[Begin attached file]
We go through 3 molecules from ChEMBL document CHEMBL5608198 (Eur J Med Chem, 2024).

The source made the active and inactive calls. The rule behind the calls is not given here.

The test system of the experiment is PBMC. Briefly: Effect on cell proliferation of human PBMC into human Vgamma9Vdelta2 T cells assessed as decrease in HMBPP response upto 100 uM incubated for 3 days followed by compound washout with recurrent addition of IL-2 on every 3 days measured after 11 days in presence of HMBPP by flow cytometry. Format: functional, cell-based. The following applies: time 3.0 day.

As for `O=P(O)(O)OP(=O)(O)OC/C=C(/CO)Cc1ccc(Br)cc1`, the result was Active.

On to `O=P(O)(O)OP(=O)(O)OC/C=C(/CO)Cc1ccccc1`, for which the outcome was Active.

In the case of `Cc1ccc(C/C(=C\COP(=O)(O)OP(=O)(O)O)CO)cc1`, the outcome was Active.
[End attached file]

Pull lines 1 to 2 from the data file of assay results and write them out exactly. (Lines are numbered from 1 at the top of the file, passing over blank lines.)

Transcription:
We go through 3 molecules from ChEMBL document CHEMBL5608198 (Eur J Med Chem, 2024).

The source made the active and inactive calls. The rule behind the calls is not given here.